ASSAP is an association dedicated to discovering the scientific truth behind unexplained anomalous phenomena. ASSAP has no corporate beliefs and encourages an open-minded, undogmatic scientific approach to its subject. The main activities of the association are research into reports of anomalous phenomena and the analysis and publication of the results of such investigation.- Association for the Scientific Study of Anomalous Phenomena
ASSAP, "investigating the weird seriously (and the seriously weird)", was founded in 1981. Though not large ("present world-wide membership of 300") it is well known in the field. The organisation features several well known names as members. It presents a plethora of information on how to study and explain a wide range of more or less (or very) weird stuff, arranges conferences on various related subjects, and even makes research grants.
Much of the material on the web site is impeccable:
Science is, in essence, verifiable knowledge. Unlike some other philosophical systems, science is not an immutable set of beliefs. All scientific theories are provisional. As long as they pass all the current tests, they remain part of scientific thinking. However, they can be superceded at any time by new evidence. Demonstrable facts are everything.- ASSAP: "What is science?" on Why study the paranormal scientifically?
Let's take one good example: Orbs, those familiar blobs of light that occasionally show up in photos, which some people believe are ghosts or something. ASSAP has more on the subject than I'd thought possible, and as far as I've seen, it's the good stuff.
Though there is overwhelming evidence that orbs are out of focus bits of dust and raindrops, many people still continue to believe that they are paranormal in origin- ASSAP: Orbs
The optics and physics of orbs are explained thoroughly. They seem to have collected all kinds of questions for years ("Aren't luminous orbs paranormal?"), and answer them as well as one could hope for, in tone as well as content ("there is no evidence...").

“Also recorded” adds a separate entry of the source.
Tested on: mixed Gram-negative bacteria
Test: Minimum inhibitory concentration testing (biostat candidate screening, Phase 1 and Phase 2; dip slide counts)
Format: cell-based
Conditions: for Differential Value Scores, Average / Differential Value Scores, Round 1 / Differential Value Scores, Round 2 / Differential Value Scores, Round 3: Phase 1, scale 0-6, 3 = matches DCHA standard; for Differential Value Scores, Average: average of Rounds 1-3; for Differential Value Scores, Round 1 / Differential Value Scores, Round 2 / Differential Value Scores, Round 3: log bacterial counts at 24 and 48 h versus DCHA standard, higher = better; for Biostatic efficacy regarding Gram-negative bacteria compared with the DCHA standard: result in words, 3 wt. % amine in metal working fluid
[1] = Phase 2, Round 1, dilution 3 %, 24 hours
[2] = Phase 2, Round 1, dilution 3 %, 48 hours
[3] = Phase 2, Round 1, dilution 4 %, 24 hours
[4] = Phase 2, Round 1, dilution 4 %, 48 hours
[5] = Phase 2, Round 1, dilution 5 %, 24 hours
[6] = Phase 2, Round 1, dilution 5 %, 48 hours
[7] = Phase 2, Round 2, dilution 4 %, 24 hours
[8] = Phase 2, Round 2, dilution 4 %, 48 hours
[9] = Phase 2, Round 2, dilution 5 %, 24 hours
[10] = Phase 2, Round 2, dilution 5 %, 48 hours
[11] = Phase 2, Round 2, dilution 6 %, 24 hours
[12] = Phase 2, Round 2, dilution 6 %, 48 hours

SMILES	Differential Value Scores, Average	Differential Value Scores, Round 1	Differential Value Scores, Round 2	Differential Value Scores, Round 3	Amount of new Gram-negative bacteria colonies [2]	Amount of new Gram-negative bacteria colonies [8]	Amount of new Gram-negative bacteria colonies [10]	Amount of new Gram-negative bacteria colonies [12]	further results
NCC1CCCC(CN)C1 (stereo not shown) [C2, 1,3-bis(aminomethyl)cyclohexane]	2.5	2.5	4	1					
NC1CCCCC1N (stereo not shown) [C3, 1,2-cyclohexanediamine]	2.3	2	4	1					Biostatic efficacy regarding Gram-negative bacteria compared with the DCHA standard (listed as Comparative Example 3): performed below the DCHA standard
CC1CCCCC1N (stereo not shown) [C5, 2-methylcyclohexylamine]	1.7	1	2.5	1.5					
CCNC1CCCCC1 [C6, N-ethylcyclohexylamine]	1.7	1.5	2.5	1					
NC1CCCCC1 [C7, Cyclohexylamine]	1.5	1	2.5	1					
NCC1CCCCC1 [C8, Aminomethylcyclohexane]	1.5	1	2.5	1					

Now for a completely different example: Table tilting or table turning is a classic spiritist routine where a table appears to move by itself. It doesn't move by itself, of course; though none of the participants feels as if he or she contributes to the movement, they all do.
That is not, however, the explanation that ASSAP prefers. Instead we're given "a practical guide" that tells us that table tilting is "a physical effect which directly contradicts current theories of physics". We're told "it does seem to be possible to use a tape recorder"; apparently the ghosts don't mind. We're told that table tilting is useful for researchers "who do not have access to psychically gifted subjects". And it's "one of the most baffling phenomena of our time".
If things go well, a complete levitation might ultimately be achieved, with the sitters' hands still on top of the table! There have even been reported incidents where a table has moved or even levitated while nobody was touching it at all. This is often only realised by group discussion after the event (remember that the sessions are usually in the dark).- ASSAP: Table tilting - a practical guide
And this naïve junk is linked to from Wikipedia: Table-turning ...
Finally, the event that brought my attention to the dubious nature of ASSAP: Seriously Bewitched, a conference on witches and witchcraft. It was held 28 November 2015 at Goldsmiths, London. A detailed report from the meeting was published in the latest issue of Fortean Times (Bob Rickard, the founder and editor of FT, is also one of the founders of ASSAP).
Such a conference can of course be held in a perfectly sensible way. It could deal with the history, sociology and psychology of witches, witchcraft and witch hunts, without assuming for a moment that any actual witch ever did actual magic that actually worked. This, however, was not such a conference.
One speaker argued how to create effective spells. Another, who claims herself to be an actual witch, described her witchcraft, with second hand crystals and IKEA candles. And the easily most reprehensible and un-funny speaker delved into fake history when explaining that the witch hunts weren't pursued by priests but by men of science [ update: As Mr Romer has pointed out here in this blog, he didn't refer to witch hunts in general but to the very specific instance of the Salem witch trials of 1692-93 ]; and even today, people who consider themselves witches have much more to fear from the latter than from the former. The notion is eagerly picked up by the writer, who happens to be FT:s man of the cloth:
The elaborate witch tests were science gone mad, not faith, [Christian Jensen] Romer argues and he frequently mentions the many local clerics who were against them. He ends by warning the witches present to stay away from the science focused ASSAP members. It's a funny, thought-provoking session.- Rev. Peter Laws, Fortean Times 337
Why such a ridiculous and thoroughly unscientific gathering should choose to convene at Goldsmiths, University of London, is anybody's guess. And how come UoL accepted them? Perhaps they were tricked by the reputation of ASSAP? Which could count as a kind of witchcraft: How a disreputable organization, wallowing in pseudo science and bunk, can maintain an aura of scientific rigour.